of Avoca. where he has owned a
farm of one hundred and twenty
acres, until recently, on which he
lived witb his sister, who kept house
for him. arising at the uual time,
and went to the barn to do the
chores. He first fed the stork, and
then taking a rope made a nixwo,
p.nd going to the grainery hanged
himself, and was found by his sis
ter, where after waiting for some
time he did not appear for break
fast, had gone to search for him.
She thinking that life probably was
not yet extinct, hastily secured a
butcher knife and cut the rope,
letting the body down, which was
hanging until this time, with the
knees about touching the floor. Th
neighbors were then notified and
the body was taken to the house.
Mr. Leiffer has not been in the
best of health for some time, but
his health was not so bad as it was
thought would have caused him to
commit such an act. He has just
sold the farm for $230.00 per acre,
and was in good circumstances as
far as money matters was concern
ed. LINCOLN DENSON
AN ALMOST PIONEER OF PLATTS
MOUTH. LAID TO REST YES
From Monday's Daily.
Yesterday the funeral of the late
Lincoln Benson was held from his
late home in the southeast portion
of the city, and there were gathered
a large number of his friends and
relatives, to pay their last sad
tribute to his memory. Lincoln
Denson was nearing the three score
years, and has been a good worker
all his life. He was stricken with
rheumatics some five years ago to
that extent that he was not able
longer to work, and was kept at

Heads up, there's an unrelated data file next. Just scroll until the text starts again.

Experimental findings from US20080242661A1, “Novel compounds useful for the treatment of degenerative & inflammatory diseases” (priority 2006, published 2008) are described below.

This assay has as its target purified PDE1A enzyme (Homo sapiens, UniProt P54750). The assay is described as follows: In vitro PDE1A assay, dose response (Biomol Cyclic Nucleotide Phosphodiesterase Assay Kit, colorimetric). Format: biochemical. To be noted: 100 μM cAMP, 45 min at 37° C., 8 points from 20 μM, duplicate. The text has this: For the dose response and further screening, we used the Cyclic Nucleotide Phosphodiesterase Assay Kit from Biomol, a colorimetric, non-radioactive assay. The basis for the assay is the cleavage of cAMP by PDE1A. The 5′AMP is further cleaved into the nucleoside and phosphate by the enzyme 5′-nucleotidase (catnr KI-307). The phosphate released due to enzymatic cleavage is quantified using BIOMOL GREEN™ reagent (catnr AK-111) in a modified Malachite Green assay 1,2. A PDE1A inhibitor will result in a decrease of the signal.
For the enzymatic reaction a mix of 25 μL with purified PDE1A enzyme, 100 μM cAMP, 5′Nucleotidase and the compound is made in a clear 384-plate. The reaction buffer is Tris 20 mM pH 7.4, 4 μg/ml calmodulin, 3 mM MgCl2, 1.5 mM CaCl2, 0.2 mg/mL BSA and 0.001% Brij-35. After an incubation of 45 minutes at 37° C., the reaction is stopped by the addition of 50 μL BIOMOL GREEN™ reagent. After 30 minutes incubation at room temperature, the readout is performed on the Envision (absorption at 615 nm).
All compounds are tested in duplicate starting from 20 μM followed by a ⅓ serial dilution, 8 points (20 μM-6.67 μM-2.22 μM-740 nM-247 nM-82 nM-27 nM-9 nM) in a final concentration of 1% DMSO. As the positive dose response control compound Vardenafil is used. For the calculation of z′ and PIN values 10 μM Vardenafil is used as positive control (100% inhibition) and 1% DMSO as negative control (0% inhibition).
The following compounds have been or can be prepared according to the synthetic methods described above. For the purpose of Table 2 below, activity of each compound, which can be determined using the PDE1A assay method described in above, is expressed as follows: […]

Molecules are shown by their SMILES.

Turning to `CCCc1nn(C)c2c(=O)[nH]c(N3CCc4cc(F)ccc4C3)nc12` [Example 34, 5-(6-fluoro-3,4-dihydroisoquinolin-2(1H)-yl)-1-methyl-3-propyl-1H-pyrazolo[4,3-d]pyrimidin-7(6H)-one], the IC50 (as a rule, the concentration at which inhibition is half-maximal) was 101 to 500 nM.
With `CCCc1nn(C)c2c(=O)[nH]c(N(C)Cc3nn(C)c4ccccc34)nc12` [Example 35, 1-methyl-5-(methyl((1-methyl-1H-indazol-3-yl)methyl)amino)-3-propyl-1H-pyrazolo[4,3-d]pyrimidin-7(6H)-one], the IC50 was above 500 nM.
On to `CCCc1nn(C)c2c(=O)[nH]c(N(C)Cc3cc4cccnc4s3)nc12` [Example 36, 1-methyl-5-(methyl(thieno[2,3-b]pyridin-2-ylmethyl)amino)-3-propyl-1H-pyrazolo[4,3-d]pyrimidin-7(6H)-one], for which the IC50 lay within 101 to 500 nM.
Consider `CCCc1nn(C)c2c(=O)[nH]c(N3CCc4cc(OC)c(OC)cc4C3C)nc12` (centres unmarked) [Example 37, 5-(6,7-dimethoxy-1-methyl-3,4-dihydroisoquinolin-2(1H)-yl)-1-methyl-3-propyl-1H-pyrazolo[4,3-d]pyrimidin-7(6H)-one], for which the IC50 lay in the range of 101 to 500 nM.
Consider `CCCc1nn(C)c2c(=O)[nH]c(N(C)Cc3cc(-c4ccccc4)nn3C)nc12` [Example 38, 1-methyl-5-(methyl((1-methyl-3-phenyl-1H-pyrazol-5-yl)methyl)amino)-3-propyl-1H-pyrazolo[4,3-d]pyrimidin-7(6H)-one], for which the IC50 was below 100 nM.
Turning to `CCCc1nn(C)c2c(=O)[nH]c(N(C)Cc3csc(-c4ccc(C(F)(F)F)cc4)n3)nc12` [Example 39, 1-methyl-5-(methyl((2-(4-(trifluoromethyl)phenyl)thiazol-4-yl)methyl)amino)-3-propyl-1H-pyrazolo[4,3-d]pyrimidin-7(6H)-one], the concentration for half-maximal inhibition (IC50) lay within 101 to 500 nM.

home since that time.
He has been a patient sufferer.
and a great charge for the wife and
family who so noble worked in his
care, and to make a living.
The burial was made at Oak Hill
cemetery. Mr. Denson had many
friends and many of whom gathered
to show their respect to his mem
WILL MAKE HOME IN WEST.
From Monday's Dail.v.
After having made this place
their home for more than sixty
years, Henry Boeck and wife de
parted for California this morning
going via the Burlington to Kansas
City. Henry Beck and wife have
lived in this city, and made this
their home here during more than
a half hundred years, have labored,
making their living here and con
tributing to the welfare and ad-
vancment of the city in which they
elected to make their home. Tiiey
have acquired a large circle of
friends, and now after this time go
towards the setting sun, to make a
new home in a far distant land.
Where they expect to find the sun
a little warmer, and the winds a
little softer. We hope their declin
ing days may be filled with enjoy
ment in the west. Mr. Boeck passed
his 85th milestone February 26th,
last winter, while Mrs. Boeck is jun
Stationery at the Journal office.
ALFRED GREEN VISITS HERE.
From Monday's Daily
Alfred Green, wiio it will be re-
, numbered sold papers here a few
years ago. came in last Saturday
evening from Ilia v. atha, Kansas,
and visited over Sunday, and this
morning departed r G'.mvood,
Iowa, where he reported to the local
board for service, tuid then goes to
Malvern, where he will engage in
picking corn for Far! Bp yes. until
such a time as he shall he called for
service. Alfred is' n:nv twentv years
of age, and a fine locking young
THE VICTIM OF SPANISH INFLU